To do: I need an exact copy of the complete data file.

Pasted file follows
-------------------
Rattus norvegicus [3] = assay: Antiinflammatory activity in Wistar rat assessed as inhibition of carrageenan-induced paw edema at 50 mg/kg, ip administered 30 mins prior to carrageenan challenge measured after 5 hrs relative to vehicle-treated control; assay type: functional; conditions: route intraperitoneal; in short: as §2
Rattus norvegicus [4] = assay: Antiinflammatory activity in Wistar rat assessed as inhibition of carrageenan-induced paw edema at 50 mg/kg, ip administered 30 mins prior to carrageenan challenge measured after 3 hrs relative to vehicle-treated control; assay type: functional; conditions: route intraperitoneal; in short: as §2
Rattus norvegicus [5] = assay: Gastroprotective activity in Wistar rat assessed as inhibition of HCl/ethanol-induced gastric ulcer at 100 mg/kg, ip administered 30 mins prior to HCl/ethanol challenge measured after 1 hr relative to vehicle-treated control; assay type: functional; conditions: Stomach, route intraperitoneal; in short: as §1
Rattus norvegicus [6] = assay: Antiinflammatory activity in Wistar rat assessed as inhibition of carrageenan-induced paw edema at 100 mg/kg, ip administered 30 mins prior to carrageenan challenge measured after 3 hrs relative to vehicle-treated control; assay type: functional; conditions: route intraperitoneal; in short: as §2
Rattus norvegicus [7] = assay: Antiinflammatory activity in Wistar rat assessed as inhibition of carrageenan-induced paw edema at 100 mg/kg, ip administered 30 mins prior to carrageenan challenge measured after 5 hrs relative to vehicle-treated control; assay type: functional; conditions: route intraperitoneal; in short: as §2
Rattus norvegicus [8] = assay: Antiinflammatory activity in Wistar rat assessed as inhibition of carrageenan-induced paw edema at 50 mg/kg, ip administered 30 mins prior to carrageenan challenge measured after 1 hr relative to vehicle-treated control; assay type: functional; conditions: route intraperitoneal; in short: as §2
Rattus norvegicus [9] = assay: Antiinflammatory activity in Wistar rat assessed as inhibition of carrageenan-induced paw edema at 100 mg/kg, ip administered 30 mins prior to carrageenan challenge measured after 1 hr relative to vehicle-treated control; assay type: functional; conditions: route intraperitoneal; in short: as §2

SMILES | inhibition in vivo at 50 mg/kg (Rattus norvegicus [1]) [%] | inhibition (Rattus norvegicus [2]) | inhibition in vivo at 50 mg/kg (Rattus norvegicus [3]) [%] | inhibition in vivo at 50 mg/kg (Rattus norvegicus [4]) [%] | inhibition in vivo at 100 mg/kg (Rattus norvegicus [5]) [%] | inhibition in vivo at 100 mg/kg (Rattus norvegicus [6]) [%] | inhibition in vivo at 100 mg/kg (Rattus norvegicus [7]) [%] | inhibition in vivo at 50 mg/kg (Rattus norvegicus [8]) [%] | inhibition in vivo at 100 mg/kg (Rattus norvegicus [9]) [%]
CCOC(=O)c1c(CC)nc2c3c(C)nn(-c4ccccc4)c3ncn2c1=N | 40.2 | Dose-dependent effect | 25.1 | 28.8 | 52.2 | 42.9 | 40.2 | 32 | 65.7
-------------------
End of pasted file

Rattus norvegicus [3] = assay: Antiinflammatory activity in Wistar rat assessed as inhibition of carrageenan-induced paw edema at 50 mg/kg, ip administered 30 mins prior to carrageenan challenge measured after 5 hrs relative to vehicle-treated control; assay type: functional; conditions: route intraperitoneal; in short: as §2
Rattus norvegicus [4] = assay: Antiinflammatory activity in Wistar rat assessed as inhibition of carrageenan-induced paw edema at 50 mg/kg, ip administered 30 mins prior to carrageenan challenge measured after 3 hrs relative to vehicle-treated control; assay type: functional; conditions: route intraperitoneal; in short: as §2
Rattus norvegicus [5] = assay: Gastroprotective activity in Wistar rat assessed as inhibition of HCl/ethanol-induced gastric ulcer at 100 mg/kg, ip administered 30 mins prior to HCl/ethanol challenge measured after 1 hr relative to vehicle-treated control; assay type: functional; conditions: Stomach, route intraperitoneal; in short: as §1
Rattus norvegicus [6] = assay: Antiinflammatory activity in Wistar rat assessed as inhibition of carrageenan-induced paw edema at 100 mg/kg, ip administered 30 mins prior to carrageenan challenge measured after 3 hrs relative to vehicle-treated control; assay type: functional; conditions: route intraperitoneal; in short: as §2
Rattus norvegicus [7] = assay: Antiinflammatory activity in Wistar rat assessed as inhibition of carrageenan-induced paw edema at 100 mg/kg, ip administered 30 mins prior to carrageenan challenge measured after 5 hrs relative to vehicle-treated control; assay type: functional; conditions: route intraperitoneal; in short: as §2
Rattus norvegicus [8] = assay: Antiinflammatory activity in Wistar rat assessed as inhibition of carrageenan-induced paw edema at 50 mg/kg, ip administered 30 mins prior to carrageenan challenge measured after 1 hr relative to vehicle-treated control; assay type: functional; conditions: route intraperitoneal; in short: as §2
Rattus norvegicus [9] = assay: Antiinflammatory activity in Wistar rat assessed as inhibition of carrageenan-induced paw edema at 100 mg/kg, ip administered 30 mins prior to carrageenan challenge measured after 1 hr relative to vehicle-treated control; assay type: functional; conditions: route intraperitoneal; in short: as §2

SMILES | inhibition in vivo at 50 mg/kg (Rattus norvegicus [1]) [%] | inhibition (Rattus norvegicus [2]) | inhibition in vivo at 50 mg/kg (Rattus norvegicus [3]) [%] | inhibition in vivo at 50 mg/kg (Rattus norvegicus [4]) [%] | inhibition in vivo at 100 mg/kg (Rattus norvegicus [5]) [%] | inhibition in vivo at 100 mg/kg (Rattus norvegicus [6]) [%] | inhibition in vivo at 100 mg/kg (Rattus norvegicus [7]) [%] | inhibition in vivo at 50 mg/kg (Rattus norvegicus [8]) [%] | inhibition in vivo at 100 mg/kg (Rattus norvegicus [9]) [%]
CCOC(=O)c1c(CC)nc2c3c(C)nn(-c4ccccc4)c3ncn2c1=N | 40.2 | Dose-dependent effect | 25.1 | 28.8 | 52.2 | 42.9 | 40.2 | 32 | 65.7